Crazy Cramps and Missing Period: Know When to See a Doctor

As a premenstrual symptom, cramps are pretty common. But, not all cramps are associated with the onset of periods. In fact, a crazy abdominal cramp can also end up with a missing period phase for an extended period of time. Experiencing menstrual cramps with no sign of period is baffling and can be a primary sign of serious underlying disease.

Cause of Period Cramps

Usually period cramps occur when the muscles around the uterus shrinks to expel the uterine lining (which is made of tiny blood vessels). During this process, a substance called prostaglandin triggers the contraction of the uterine muscles, which further results in painful menstrual cramps. It might trigger a dull throbbing pain in the lower abdomen (usually called period pain) and sometimes radiate to the lower back and the thighs.

But what happens when painful cramps do not result in regular menstruation cycle? Are they normal? Since, missing period is not always a serious concern (irregular periods can also be a reason of pregnancy), it’s important to carry out a thorough analysis of the symptoms to diagnose the primary cause of irregular periods.

Read further to know when an irregular period cycle is the cause of concern.

 Pelvic Inflammatory Disease (PID)

Bacterial infection inside the vagina or cervix is the primary cause of Pelvic Inflammatory Disease or PID. PID is associated with fevers and chills with foul smelling vaginal discharge (which is not usually your menses), nausea, vomiting and painful intercourse. The symptoms are triggered when the bacteria get into your womb via ovaries or fallopian tube and cause infection. The bacterial infection of PID is the result of sexually transmitted infection, like gonorrhea or chlamydia (propagated due to unprotected sex).


Fibroids are muscular tumors that usually appear on the uterine wall. These are benign and look like an apple seed. Sometimes, they can be as large as a grapefruit also. The early sign of fibroids is missing period. However, the disease is not extremely common. Age, obesity, ethnic groups (black women are more prone to develop fibroids than white people) and genetics play a vital role in getting fibroids. Along with irregular periods, fibroids are associated with symptoms like pain or bloated abdomen, pelvis and lower back and frequent urination.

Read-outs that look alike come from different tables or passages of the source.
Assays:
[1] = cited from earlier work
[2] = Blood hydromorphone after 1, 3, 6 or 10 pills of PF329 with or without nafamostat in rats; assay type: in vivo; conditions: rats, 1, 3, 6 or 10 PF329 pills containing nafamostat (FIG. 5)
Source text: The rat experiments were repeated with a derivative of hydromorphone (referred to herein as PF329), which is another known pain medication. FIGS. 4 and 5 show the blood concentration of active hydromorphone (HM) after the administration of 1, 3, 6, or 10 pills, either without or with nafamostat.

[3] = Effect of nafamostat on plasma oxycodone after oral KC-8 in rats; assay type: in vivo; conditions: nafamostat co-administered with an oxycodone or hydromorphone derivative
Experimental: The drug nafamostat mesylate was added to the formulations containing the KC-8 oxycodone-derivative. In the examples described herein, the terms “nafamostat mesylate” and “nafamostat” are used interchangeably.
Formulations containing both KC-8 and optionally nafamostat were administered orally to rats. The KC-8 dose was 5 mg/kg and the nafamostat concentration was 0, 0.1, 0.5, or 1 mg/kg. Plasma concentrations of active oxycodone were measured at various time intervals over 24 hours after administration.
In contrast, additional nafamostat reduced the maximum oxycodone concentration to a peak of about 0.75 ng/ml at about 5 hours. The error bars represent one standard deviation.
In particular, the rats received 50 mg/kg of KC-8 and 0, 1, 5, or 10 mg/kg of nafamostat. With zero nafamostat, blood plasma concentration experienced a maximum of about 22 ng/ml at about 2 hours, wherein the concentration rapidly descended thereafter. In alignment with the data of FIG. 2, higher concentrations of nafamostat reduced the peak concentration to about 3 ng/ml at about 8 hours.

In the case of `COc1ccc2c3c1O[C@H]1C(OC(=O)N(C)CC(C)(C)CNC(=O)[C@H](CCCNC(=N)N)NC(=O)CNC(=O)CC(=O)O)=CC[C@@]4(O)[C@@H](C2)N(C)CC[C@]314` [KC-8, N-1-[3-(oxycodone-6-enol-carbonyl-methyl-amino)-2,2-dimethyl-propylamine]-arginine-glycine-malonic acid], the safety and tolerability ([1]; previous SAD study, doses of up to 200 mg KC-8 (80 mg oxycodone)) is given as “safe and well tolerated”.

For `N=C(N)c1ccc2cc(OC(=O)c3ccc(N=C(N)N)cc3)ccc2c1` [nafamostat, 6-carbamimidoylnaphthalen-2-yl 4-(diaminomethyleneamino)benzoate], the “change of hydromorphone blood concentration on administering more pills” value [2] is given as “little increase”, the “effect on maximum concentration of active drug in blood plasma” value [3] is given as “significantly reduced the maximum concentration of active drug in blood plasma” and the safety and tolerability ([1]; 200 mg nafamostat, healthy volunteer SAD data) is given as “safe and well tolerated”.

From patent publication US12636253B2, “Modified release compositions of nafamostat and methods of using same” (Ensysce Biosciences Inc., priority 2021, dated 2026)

This is a disorder most common among women in their post thirties. Pain with period cramps is the primary sign of endometriosis. In fact, a woman with endometriosis can also experience difficulty in getting pregnant (well, you can say, woman affected with endometriosis can experience infertility). Endometriosis usually happens inside the uterine wall, but if it gets outside the wall, it starts spreading further.

Ovarian Cysts

Ovarian cysts often trigger period cramps along with irregular menstruation cycles. The missing period phase can extend for several months if you are having an ovarian cyst. Cysts are formed in the ovary when an egg in a sac can’t release itself. They finally develop into follicle cysts. When the sac is not reabsorbed in the ovary after the egg is released, it is developed into corpus luteum cysts. Fluid in the sac also determines the size of the cysts. Though ovarian cysts sometimes tend to disappear over a period of three months, always visit a doctor for a thorough check up, as cysts may reappear with increased size and complications.

 Ovarian cancers

Ovarian cancers are not always associated with missing periods and menstrual cramps, but you might have it as an early symptom. Along with this, a woman with an ovarian tumour experience, abdominal fullness, pelvic pain, pressure, bloating, frequent urination and extreme alterations in the menstrual cycle. A gynaecological verification should be sought at the earliest.

 Autoimmune Oophoritis

This is an autoimmune disorder that results in inflamed ovaries. Inflammation causes destruction and toughening of the ovaries that leads to infertility and decreased production of hormone. Oophoritis is the primary cause of 10% of premature ovarian failure. The telling signs of this ailment are the abdominal cramps, vaginal discharge, missed or irregular periods and terrible fever.

Keep in mind that menstrual cycle problems are triggered essentially by the snags in the uterine wall. Cramps are most of the time a common affair (eating disorder, anorexia and acidity might also be a cause) but do not ignore if the cramps are associated with missing periods over an extended period of time. Most of the time, this is the early sign of some fatal underlying disease.